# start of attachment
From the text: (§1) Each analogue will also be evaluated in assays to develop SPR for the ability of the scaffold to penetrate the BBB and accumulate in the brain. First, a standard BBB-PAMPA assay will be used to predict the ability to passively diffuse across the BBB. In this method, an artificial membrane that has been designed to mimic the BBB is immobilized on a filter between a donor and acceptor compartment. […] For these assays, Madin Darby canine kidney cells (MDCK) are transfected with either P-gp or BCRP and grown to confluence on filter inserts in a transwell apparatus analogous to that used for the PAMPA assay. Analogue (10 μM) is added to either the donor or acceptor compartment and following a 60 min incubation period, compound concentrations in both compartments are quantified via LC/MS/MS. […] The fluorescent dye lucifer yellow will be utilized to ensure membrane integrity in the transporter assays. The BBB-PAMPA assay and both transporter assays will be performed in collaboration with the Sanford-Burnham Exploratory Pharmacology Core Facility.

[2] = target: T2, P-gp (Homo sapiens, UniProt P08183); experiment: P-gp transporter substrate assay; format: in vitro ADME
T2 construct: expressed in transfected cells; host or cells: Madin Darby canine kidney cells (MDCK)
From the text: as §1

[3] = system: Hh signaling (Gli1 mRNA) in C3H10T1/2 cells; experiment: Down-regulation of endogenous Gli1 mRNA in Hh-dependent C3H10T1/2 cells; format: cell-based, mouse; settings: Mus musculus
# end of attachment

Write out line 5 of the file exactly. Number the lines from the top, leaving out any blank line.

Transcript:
[3] = system: Hh signaling (Gli1 mRNA) in C3H10T1/2 cells; experiment: Down-regulation of endogenous Gli1 mRNA in Hh-dependent C3H10T1/2 cells; format: cell-based, mouse; settings: Mus musculus